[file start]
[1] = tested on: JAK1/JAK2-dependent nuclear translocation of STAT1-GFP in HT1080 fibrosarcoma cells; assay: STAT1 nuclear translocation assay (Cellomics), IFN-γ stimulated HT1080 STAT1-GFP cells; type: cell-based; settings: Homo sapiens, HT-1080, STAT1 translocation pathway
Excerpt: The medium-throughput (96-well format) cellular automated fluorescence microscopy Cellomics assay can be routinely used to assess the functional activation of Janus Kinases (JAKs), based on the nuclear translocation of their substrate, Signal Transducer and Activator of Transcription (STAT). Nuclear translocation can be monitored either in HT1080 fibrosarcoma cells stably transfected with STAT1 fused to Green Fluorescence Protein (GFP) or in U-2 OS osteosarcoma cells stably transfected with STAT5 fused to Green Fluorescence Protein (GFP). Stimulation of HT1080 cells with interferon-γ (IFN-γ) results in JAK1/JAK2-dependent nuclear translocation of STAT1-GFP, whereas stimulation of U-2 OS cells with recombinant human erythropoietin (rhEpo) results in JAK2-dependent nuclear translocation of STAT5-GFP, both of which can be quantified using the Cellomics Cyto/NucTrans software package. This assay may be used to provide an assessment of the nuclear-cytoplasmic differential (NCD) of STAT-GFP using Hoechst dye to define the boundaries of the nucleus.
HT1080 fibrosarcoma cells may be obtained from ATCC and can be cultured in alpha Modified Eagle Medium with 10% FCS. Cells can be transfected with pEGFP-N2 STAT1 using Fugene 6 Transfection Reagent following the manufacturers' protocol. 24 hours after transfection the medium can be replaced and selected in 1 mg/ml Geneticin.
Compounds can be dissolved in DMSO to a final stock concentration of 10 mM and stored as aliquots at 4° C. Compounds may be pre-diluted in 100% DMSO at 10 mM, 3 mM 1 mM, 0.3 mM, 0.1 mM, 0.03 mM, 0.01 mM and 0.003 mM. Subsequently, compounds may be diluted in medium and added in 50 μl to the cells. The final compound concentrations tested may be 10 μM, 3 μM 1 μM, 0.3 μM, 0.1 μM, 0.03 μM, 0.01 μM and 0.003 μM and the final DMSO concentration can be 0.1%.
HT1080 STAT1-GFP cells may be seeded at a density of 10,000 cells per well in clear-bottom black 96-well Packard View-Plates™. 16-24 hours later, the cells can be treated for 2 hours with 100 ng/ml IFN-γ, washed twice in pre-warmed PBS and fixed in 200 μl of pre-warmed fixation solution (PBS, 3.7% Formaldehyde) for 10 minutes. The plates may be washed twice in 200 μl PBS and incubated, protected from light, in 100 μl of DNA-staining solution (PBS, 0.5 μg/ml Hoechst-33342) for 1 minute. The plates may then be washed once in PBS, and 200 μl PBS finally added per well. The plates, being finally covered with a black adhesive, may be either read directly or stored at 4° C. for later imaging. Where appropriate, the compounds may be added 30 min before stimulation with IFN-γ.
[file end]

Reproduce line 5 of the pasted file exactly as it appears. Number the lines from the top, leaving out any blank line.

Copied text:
HT1080 STAT1-GFP cells may be seeded at a density of 10,000 cells per well in clear-bottom black 96-well Packard View-Plates™. 16-24 hours later, the cells can be treated for 2 hours with 100 ng/ml IFN-γ, washed twice in pre-warmed PBS and fixed in 200 μl of pre-warmed fixation solution (PBS, 3.7% Formaldehyde) for 10 minutes. The plates may be washed twice in 200 μl PBS and incubated, protected from light, in 100 μl of DNA-staining solution (PBS, 0.5 μg/ml Hoechst-33342) for 1 minute. The plates may then be washed once in PBS, and 200 μl PBS finally added per well. The plates, being finally covered with a black adhesive, may be either read directly or stored at 4° C. for later imaging. Where appropriate, the compounds may be added 30 min before stimulation with IFN-γ.